3. Herb Gardens

I have always loved herbs and started my first herb garden when I was 16 years of age. Formative influences include John and Rosemary Hemphill, whose name is synonymous with herb gardening in Australia. We have three of their books : Spice and Savour by Rosemary Hemphill 1964; Herbs For All Seasons by Rosemary Hemphill 1972 and Hemphill’s Book of Herbs by John and Rosemary Hemphill 1990.  All books have a wealth of information about herbs, including fabulous recipes.

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Spice and Savour focuses on dried herbs; spices and aromatic seeds and their uses, while Herbs For All Seasons  takes a seasonal approach to herbs. Spicy fines herbes; nourishing pot herbs and flowers for fragrance and health are discussed in Spring; salad herbs and old-fashioned trees (bay, elder and lemon verbena) in Summer; harvest fruits and seeds in Autumn (crab apples; cumquats; quinces; rose hips; anise; caraway; dill; fennel and coriander) and warming pungent herbs and restorative and tonic herbs in Winter.

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The final book, Hemphill’s Book of Herbs, has chapters on the history of herbs, herb gardens, propagating and cultivating herbs and specific notes and photographs on all the herbs, including notes on description; history and mythology; cultivation; harvesting and processing; and uses (culinary, medicinal, cosmetic and in companion planting). There are further chapters on the use of herbs in medicine, cooking, herbal teas, cosmetics, and gifts with plenty of wonderful recipes.

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Two more Australian interesting herb gardening books, both published in 1996,  include : Themes For Herb Gardens by Kim Fletcher and Gardens For Pleasure by Brodee Myers-Cooke.

Themes For Herb Gardens is a fascinating book with some wonderful ideas for theme gardens from Craft, Tussie-Mussie and Dye Gardens; Biblical, Saint and Mary Gardens;  Shakespeare and Knot Gardens; Gardens for Cats and Children; Witch and Zodiac Gardens; Physic Gardens and Gardens for the Senses; and even an Aphrodisiac Garden!blogspecific-garden-bksreszd30image-418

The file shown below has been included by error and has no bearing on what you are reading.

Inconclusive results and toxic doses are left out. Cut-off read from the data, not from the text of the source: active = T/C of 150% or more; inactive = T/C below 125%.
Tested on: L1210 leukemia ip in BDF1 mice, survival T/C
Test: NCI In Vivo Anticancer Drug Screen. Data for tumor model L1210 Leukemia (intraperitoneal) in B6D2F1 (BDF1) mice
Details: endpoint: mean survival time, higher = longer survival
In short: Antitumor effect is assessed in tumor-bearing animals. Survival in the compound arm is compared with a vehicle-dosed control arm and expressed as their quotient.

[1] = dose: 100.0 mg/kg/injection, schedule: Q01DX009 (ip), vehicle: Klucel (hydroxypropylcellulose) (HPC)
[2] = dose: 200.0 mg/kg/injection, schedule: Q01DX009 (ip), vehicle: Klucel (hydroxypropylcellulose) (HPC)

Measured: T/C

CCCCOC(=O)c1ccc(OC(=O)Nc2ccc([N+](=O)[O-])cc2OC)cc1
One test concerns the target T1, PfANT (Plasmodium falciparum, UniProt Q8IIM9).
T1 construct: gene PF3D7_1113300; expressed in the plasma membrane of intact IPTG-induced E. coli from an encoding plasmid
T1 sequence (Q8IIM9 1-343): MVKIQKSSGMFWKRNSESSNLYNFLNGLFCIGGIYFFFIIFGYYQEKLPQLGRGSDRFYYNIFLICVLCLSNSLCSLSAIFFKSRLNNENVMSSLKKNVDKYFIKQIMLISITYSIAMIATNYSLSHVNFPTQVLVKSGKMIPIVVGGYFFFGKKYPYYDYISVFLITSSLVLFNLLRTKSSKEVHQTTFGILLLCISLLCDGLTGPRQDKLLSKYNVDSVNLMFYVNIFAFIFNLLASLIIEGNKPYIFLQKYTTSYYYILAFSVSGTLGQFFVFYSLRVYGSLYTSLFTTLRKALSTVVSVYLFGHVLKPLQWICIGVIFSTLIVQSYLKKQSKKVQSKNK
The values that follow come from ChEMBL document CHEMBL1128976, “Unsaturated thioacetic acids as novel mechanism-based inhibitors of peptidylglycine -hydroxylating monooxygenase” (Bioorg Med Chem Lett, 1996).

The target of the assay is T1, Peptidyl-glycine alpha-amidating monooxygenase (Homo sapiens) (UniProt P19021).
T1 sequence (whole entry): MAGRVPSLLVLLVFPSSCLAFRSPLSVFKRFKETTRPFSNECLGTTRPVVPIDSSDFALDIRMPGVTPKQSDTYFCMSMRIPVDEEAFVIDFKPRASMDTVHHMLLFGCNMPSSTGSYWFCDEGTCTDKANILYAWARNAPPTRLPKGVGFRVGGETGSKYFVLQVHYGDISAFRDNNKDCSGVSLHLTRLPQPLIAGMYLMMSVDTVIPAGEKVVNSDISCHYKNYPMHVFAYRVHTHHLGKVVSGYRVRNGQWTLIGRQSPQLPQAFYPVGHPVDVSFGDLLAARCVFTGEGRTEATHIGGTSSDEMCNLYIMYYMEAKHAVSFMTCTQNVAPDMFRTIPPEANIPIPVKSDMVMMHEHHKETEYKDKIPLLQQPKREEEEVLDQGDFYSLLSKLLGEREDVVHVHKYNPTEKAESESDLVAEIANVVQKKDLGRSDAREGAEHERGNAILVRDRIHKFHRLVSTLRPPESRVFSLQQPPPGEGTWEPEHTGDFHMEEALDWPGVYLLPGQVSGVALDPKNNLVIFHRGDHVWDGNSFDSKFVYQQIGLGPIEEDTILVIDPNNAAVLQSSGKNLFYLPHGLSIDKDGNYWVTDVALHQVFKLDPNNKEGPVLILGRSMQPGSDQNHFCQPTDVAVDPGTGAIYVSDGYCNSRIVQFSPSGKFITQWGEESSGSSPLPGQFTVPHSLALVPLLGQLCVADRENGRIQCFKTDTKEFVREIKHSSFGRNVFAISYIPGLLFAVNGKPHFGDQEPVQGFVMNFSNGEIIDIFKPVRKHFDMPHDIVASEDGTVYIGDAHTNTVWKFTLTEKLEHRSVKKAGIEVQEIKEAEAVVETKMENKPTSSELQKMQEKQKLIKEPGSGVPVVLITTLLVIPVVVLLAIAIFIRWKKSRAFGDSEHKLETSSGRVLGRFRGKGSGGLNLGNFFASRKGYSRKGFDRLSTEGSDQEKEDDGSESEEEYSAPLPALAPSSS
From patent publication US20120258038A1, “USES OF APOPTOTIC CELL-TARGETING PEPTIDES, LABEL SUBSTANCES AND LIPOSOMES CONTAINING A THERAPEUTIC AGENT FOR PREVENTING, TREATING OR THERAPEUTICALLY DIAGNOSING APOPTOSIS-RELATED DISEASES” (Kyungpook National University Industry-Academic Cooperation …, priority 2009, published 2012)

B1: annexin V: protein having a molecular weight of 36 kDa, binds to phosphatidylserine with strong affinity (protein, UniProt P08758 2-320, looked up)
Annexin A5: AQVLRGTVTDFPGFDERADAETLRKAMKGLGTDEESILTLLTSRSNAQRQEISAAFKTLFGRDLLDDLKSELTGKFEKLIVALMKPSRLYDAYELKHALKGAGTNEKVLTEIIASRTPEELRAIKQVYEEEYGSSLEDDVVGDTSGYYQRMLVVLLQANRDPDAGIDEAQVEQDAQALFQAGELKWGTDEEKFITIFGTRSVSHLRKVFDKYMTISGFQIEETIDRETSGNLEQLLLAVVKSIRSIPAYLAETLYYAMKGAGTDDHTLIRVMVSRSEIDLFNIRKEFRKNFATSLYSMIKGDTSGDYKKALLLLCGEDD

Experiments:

Gardens for Pleasure elaborates on this idea of theme gardens with Sensory Gardens (Sound, Smell, Touch, Taste and Night Gardens); Wildlife Gardens (Butterflies, Birds and Bees); Relaxation  Gardens (Reading, Resting and Bathing Gardens); and Interactive Gardens (Tea Garden, Posy Garden and Maze Garden). Each chapter has a detailed garden plan with planting suggestions (herbs and other plants) and notes for gardens of different sizes (large, small and tiny). There is also an excellent chapter on landscaping, including horizontal elements (steps; paths; paving; and lawns) and vertical elements (walls and fences; arches and tunnels; pergolas and arbours; and tripods and poles). Finally, there is a Plant Index Guide with a key guide for plant size and type; sun and water requirements; frost-hardiness; container-growing; and a variety of garden types, as well as detailed notes about each plant. It’s a lovely imaginative book, which gives you an idea of the myriad of possibilities when it comes to different types of garden.BlogSpecific Garden BksReszd25%Image (416).jpg